Sharesies KiwiSaver, including self-select feature, goes to market

Sharesies has launched its KiwiSaver scheme to the general public having given access to its 31,000 wait-listed Sharesies members last week.

Earlier this year a pilot group of 2,500 Sharesies customers and staff began trialing the scheme which lets members invest in five base funds - three growth options from Pathfinder, Smartshares and PIE funds and balanced and conservative funds from Smartshares.

                  Portfolio displayed is a guide, not from a real customer. For informational purposes only

From the pilot group, Sharesies KiwiSaver now has $66 million in funds under management with an average age of 36 and an average balance of $27,000; around the same as the average balance across all providers.

In May Sharesies got regulatory approval to extend the scheme to allow members to invest up to half their KiwiSaver portfolio in individual company shares and ETFs, ranging from 0.1% to 5% per selection. This is the first time this self-select feature has been available.

Sharesies head of KiwiSaver Matt Macpherson says there are currently 93 NZX-listed options available including the most popular ETF on the Sharesies platform- Smartshares’ US 500.

He says US share markets will be added around mid-next year and the ASX after that. He thinks eventually there will be around 500 stocks and ETFs available for self-selection.

Investment builder tool

Sharesies used its own technology to the scheme including an investment builder tool on its website to guide prospective customers in self-select investment planning.

Once investments are selected, the tool calculates the plan’s risk from 1-7 (high risk) to show how much the combined value of the base fund and any shares and/or ETFs, might fluctuate, over time.

It also estimates fees the investor could expect to pay over the first year.

Members can change their investment plan whenever they like—such as when their risk profile, goals, or values change. Sharesies recalculates the risk level and even when customers don’t change their plan, Sharesies will update it each month using the latest data.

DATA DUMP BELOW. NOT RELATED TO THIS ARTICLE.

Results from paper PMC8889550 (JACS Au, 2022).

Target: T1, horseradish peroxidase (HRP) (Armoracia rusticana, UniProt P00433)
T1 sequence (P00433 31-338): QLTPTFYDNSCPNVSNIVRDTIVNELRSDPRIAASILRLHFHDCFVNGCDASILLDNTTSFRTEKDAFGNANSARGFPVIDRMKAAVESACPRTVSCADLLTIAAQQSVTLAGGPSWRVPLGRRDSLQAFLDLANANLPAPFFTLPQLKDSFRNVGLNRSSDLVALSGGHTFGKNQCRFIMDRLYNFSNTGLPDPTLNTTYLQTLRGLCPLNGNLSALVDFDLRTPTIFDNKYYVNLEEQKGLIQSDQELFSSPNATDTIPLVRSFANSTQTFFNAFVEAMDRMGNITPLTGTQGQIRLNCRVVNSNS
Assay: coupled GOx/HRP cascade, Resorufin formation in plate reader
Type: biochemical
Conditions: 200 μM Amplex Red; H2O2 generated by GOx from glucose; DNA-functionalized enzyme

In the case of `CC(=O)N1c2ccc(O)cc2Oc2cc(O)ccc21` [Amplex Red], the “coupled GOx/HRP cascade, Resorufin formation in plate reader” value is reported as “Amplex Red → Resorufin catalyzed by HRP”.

More education

Sharesies has ramped up the amount of education and information with information on performance and fees and education flows built into most web pages and the app’s screens.

Macpherson says feedback from the pilot has always been that customers wanted more information and control over how and where they invest.

“When we were doing our research before we got started on the build, a lot of people were telling us they wanted us to demystify certain aspects of the scheme or they wanted us to go into extra detail,” says Macpherson.

Before members reach the option to self-select they are put through more education including values, risk appetite, fund performance, how to diversify, the volatility profiles of companies versus bonds and a reminder about emotional and understanding emotional biases.

“And then finally if you’re not sure, there’s a message to seek financial advice.”

Sharesies is interested in eventually integrating licensed financial advice into its KiwiSaver scheme, says Macpherson.

“While not immediately, we see the value in having financial advisors being able to support our members."

Sharesies also launched its KiwiSaver-dedicated podcast The Payoff, with the sixth episode covering the Sharesies scheme.


The fee structure is based on each individual investment plan. Base funds have their own underlying fees, and Sharesies doesn’t charge additional management or administration fees. There are no performance fees or annual member charges and no management fee on self-selected shares and ETFs.

But there is an administration fee of 0.15%, and a transaction fee of 1% for self-select investments up to $1000, plus 0.1% for amounts over $1000 - which is aimed at people transferring in from other KiwiSaver providers.

The KiwiSaver scheme is wrapped in a PIE, regardless of whether it includes individual shares and/or ETFs or not.

Macpherson says Sharesies uses Apex to integrate its KiwiSaver scheme with the Inland Revenue Department and its five base fund providers.

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